Good therapy mocking male cultureComment on this story
DIRECTOR: Heinreich Reisenhofer
CAST: Kurt Schoonraad, Stuart Taylor, Nigel Pierce
VENUE: Baxter Theatre
UNTIL: February 23
THE THINGS men sweat about, literally and metaphorically, come up as a topic of discussion in a funny spoof of tv magazine shows at the Baxter.
Seasoned stand-up comedians Kurt Schoonraad and Stuart Taylor take the mickey out of presenters and inserts alike, as well as co-presenter and would-be comedian Nigel Pierce.
The three are used to interacting because of the Goodhope FM dj regularly inviting comedians on to his show – and Men’s Issue starts off like a regular radio broadcast with a listener calling in and setting the ball rolling as he decries the ways of the metrosexual man feminising heterosexual behaviour.
But, before you think this is some sort of serious analysis of societal constructs and values, it’s not.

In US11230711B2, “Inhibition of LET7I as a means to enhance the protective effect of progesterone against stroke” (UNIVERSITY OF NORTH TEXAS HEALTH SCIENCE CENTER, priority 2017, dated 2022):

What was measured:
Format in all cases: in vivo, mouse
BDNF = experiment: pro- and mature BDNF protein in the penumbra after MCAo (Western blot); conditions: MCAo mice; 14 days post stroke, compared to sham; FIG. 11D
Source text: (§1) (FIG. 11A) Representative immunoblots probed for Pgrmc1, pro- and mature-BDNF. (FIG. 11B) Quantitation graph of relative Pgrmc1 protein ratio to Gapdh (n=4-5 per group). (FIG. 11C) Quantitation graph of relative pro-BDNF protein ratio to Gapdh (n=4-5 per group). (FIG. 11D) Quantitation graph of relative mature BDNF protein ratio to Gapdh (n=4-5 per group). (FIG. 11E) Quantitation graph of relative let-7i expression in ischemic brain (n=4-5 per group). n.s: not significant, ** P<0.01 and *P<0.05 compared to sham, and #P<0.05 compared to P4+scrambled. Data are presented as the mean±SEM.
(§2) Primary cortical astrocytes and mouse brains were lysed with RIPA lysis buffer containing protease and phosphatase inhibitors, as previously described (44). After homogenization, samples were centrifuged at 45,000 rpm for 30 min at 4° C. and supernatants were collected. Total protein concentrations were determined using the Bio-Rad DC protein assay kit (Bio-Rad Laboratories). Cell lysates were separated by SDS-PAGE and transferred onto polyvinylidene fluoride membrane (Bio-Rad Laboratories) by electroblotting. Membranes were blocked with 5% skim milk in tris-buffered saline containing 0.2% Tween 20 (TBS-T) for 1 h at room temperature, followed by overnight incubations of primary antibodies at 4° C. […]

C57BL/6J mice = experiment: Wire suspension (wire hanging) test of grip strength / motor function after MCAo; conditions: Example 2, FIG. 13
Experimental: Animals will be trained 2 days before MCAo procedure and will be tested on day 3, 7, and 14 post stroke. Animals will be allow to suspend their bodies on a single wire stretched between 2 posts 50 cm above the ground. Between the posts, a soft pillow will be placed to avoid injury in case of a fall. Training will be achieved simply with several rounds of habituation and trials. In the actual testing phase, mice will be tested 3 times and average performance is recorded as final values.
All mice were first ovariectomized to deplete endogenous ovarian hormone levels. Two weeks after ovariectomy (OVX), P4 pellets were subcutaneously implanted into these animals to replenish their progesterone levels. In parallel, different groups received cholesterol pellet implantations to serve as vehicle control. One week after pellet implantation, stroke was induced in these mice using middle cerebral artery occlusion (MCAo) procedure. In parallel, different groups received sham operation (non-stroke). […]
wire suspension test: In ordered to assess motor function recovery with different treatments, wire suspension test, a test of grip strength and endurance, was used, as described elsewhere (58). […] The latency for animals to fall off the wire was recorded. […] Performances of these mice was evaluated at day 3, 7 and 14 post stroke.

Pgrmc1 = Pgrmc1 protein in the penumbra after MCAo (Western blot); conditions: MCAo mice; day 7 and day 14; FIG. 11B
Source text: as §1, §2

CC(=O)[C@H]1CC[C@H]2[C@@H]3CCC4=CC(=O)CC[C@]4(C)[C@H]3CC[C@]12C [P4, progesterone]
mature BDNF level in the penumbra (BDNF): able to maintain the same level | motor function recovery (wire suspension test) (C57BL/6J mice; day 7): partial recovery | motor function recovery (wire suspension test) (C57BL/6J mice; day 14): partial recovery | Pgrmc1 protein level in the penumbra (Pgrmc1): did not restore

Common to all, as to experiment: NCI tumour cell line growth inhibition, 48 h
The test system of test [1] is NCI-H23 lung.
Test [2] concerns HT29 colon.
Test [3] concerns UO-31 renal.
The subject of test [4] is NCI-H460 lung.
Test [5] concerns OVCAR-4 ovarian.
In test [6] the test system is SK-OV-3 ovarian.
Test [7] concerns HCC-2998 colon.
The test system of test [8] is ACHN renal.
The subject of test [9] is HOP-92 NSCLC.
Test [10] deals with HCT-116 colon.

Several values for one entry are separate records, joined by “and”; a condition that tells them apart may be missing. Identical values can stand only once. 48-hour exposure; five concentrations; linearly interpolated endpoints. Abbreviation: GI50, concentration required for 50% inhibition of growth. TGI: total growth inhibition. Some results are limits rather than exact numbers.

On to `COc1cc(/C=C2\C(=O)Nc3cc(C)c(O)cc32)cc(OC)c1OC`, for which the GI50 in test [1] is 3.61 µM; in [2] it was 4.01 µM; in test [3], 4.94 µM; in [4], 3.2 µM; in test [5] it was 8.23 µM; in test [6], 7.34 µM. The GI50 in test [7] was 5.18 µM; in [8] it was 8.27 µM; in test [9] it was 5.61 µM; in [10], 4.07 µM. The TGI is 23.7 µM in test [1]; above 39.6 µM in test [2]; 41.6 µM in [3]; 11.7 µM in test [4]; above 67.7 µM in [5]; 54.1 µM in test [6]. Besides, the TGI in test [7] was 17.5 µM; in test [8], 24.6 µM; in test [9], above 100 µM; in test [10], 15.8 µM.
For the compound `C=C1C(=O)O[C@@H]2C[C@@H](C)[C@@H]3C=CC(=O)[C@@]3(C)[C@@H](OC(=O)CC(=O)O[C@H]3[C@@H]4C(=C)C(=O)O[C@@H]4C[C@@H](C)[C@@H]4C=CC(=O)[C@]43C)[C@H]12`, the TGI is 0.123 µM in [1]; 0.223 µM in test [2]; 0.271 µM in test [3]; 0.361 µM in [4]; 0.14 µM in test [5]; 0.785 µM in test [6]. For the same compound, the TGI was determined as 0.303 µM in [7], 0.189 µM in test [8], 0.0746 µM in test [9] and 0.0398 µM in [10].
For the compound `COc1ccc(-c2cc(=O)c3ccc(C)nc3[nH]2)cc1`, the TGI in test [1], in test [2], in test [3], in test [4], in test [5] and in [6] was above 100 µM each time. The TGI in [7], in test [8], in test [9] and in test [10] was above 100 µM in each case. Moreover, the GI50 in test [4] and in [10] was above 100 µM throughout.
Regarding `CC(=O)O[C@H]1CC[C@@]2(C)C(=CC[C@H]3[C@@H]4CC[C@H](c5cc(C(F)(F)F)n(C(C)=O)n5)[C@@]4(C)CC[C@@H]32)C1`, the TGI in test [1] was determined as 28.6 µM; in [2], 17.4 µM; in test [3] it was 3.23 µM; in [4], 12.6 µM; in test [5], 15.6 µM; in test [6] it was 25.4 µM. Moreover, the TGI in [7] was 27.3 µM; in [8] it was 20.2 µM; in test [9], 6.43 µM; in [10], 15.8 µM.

The three then proceed to banter their way through a rip-off of the segments we have all become used to in print magazines such as the interminable Top 10 lists, or cooking shows, all riffing off male behaviour and masculine thinking.
Taylor and Schoonraad each gets a chance to ad lib in their own stand-up style and though they are curtailed by the subject matter, they still manage a free-flowing barrage of jokes.
Pierce’s individual contribution is much more highly scripted and he needs to work on his timing – on opening night he interrupted the guys a few times. But, this is a quibble he will fix for himself as the show progresses. His fashion segment went on for too long as he doesn’t quite have the off-the-cuff skills of the other two.
He does, however, prove to be the perfect foil to the other two’s madcap ways.
Taylor - looking very svelte after losing half a Backstreet Boy in weight – is the voice of reason between Pierce’s metrosexual ways and Schoonraad’s more manly man attitude to things.
They hassle each other about issues like to wax or not to wax and discuss all manner of personal grooming issues that have never been aired on the Baxter stages before, earning the show an age restriction of 13.
The cooking segment makes excellent use of Schoonraad and Taylor’s physical comedy skills, while the exercise routines keep the former breathing heavily and the latter bemused. This part of the show could move along a bit faster, but the pacing is probably dictated by the fact that poor Schoonraad cannot keep up with all that exercise.